Nurses like 12-hour shifts, if done right

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Working 12-hour shifts may have a positive effect on job satisfaction and allow nurses more flexibility to further their education, according to a study conducted in Pennsylvania.

Researchers at the Villanova University College of Nursing set out to better understand nurses' perception of shift work, especially 12-hour shifts. They found facilities should avoid changing patient assignments in the middle of a shift and avoid scheduling nurses for shifts longer than 12 hours to reduce fatigue.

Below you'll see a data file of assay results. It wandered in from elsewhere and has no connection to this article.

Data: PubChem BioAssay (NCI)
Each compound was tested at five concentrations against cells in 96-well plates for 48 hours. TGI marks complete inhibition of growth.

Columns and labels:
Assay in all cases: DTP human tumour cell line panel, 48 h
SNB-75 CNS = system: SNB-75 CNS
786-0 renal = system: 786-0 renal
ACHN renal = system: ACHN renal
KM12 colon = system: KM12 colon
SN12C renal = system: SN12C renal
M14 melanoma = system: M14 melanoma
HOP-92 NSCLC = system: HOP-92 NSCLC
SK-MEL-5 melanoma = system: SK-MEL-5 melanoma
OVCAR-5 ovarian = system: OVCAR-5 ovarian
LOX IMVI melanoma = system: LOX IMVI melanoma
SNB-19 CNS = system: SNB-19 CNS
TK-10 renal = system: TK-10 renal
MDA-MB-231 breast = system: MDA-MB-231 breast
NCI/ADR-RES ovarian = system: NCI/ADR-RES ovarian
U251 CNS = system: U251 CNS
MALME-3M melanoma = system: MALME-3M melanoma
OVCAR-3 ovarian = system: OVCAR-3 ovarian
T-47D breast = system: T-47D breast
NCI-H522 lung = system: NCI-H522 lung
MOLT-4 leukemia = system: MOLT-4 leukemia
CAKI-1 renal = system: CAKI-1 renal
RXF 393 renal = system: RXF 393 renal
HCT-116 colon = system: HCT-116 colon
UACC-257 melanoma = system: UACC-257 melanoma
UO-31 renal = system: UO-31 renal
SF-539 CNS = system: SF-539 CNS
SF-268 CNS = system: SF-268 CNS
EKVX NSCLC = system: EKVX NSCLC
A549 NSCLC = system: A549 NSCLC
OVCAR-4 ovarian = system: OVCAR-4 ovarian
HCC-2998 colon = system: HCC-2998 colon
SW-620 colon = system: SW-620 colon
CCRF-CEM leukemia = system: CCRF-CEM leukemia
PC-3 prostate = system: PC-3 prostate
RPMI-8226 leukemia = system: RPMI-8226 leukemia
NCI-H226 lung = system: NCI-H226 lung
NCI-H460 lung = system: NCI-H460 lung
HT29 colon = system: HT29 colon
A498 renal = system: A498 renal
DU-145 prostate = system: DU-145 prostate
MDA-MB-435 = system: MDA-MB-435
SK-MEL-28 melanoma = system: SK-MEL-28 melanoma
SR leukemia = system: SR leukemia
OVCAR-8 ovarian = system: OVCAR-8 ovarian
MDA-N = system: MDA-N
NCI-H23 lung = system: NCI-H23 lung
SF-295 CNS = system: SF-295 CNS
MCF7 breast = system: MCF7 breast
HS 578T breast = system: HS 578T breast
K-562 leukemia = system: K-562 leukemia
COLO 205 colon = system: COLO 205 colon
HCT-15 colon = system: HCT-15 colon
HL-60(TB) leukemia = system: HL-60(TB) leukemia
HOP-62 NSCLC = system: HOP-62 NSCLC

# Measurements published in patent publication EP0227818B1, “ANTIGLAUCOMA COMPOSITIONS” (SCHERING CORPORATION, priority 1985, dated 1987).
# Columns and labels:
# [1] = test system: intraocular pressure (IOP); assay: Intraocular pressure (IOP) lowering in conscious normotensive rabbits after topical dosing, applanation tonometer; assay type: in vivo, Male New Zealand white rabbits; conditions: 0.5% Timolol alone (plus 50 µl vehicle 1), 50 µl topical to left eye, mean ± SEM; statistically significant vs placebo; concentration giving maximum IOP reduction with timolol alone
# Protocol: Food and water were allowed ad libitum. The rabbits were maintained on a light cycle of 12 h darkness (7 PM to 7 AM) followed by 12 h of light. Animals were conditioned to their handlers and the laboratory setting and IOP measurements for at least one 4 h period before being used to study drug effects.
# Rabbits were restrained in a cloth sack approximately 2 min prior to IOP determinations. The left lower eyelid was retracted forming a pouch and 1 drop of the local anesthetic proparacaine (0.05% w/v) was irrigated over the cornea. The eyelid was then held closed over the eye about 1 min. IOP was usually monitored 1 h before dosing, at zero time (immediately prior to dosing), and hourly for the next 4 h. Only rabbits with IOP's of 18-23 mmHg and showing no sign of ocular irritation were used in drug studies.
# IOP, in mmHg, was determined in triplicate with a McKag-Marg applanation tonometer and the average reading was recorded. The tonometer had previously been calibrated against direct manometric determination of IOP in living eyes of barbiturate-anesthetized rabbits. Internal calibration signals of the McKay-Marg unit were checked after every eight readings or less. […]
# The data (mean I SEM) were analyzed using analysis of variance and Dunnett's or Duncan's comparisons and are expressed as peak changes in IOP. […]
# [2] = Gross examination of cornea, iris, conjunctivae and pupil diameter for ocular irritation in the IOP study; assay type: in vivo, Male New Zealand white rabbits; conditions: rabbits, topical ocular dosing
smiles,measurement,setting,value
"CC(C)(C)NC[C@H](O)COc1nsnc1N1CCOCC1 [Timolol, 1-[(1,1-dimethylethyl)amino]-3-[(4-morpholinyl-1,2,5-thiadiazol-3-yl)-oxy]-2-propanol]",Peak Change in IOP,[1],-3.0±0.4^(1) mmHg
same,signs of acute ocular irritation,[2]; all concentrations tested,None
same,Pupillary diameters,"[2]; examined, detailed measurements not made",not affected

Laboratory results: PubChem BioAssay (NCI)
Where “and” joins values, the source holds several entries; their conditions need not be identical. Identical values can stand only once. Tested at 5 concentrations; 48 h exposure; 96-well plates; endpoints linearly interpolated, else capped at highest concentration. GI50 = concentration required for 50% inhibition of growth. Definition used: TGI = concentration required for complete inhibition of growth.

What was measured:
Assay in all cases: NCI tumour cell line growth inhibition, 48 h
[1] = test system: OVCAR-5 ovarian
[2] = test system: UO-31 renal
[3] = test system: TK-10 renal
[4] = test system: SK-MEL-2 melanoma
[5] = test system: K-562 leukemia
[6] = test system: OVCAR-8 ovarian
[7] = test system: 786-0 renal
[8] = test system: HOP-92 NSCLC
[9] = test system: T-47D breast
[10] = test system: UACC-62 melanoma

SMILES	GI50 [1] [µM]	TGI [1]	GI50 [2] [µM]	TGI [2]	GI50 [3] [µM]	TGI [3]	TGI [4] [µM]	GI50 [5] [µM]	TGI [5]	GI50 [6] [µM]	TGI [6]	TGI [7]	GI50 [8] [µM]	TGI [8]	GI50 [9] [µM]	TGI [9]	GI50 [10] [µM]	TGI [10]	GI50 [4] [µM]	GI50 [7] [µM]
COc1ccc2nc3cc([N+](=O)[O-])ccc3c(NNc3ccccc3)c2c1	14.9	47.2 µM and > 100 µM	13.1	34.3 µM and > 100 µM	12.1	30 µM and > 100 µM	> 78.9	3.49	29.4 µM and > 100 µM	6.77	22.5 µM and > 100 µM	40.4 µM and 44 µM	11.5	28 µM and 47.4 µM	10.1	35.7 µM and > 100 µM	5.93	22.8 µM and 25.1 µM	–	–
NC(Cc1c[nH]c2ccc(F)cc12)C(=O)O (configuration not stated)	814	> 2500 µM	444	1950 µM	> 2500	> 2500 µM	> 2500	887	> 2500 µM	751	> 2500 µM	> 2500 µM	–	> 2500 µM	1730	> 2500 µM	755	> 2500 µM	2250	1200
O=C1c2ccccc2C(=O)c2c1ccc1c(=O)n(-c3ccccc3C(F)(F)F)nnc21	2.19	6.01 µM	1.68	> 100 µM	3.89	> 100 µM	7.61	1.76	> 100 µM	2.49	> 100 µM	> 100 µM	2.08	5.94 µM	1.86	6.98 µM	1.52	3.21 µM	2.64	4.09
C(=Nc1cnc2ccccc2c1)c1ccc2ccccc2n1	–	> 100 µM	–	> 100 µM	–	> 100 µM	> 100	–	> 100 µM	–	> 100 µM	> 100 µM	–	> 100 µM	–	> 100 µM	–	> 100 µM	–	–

The results were based on a 30-minute questionnaire completed by nurses who had worked 12-hour shifts in a rehabilitation setting at some time in the last 10 years.

“Family life, communication with nurses, patient care, continuity of care, time off and job satisfaction received the highest scores in the survey, indicating that 12-hour shifts allowed greater satisfaction in these areas,” the researchers wrote.

But nurses also reported greater fatigue and lack of continuity of care when patient assignments changed during the shift. The study was con- ducted in a single facility and did not contrast feelings about 12-hour shifts during the day against 12-hour overnights.